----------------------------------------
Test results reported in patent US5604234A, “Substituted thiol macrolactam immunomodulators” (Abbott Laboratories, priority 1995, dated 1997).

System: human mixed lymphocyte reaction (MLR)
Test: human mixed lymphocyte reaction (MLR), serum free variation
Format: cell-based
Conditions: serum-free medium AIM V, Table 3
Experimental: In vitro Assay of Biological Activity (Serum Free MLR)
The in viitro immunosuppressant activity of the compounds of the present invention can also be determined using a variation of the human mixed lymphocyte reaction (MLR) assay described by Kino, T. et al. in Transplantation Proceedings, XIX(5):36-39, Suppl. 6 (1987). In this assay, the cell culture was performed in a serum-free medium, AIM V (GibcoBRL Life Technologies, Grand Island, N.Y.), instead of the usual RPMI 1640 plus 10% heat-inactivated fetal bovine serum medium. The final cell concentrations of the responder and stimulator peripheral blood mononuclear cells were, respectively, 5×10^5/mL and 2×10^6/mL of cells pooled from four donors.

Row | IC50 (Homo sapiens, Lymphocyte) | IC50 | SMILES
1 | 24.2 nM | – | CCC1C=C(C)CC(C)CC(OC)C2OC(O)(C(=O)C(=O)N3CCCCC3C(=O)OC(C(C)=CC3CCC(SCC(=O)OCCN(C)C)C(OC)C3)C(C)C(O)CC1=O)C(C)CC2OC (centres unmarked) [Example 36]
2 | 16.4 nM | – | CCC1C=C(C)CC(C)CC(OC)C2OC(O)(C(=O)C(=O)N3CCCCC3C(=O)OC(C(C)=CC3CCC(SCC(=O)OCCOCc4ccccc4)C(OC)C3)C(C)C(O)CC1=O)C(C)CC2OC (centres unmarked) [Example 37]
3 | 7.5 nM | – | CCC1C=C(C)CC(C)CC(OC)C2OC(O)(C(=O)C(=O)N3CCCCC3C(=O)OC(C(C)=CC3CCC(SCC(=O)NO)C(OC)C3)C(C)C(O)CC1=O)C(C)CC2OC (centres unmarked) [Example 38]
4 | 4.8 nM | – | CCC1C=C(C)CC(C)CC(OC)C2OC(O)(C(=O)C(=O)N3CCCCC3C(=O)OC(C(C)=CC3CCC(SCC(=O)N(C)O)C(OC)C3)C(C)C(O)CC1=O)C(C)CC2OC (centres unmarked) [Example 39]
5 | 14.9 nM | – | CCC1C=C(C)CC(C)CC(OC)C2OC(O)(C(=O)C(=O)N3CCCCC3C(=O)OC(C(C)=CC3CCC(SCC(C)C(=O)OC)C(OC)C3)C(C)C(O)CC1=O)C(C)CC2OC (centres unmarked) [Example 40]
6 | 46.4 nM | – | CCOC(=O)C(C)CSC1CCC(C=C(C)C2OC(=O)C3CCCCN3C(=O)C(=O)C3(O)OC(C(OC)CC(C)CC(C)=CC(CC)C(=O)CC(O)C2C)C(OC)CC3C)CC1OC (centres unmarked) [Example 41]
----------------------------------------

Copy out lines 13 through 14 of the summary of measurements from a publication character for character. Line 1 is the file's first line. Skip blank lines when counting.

5 | 14.9 nM | – | CCC1C=C(C)CC(C)CC(OC)C2OC(O)(C(=O)C(=O)N3CCCCC3C(=O)OC(C(C)=CC3CCC(SCC(C)C(=O)OC)C(OC)C3)C(C)C(O)CC1=O)C(C)CC2OC (centres unmarked) [Example 40]
6 | 46.4 nM | – | CCOC(=O)C(C)CSC1CCC(C=C(C)C2OC(=O)C3CCCCN3C(=O)C(=O)C3(O)OC(C(OC)CC(C)CC(C)=CC(CC)C(=O)CC(O)C2C)C(OC)CC3C)CC1OC (centres unmarked) [Example 41]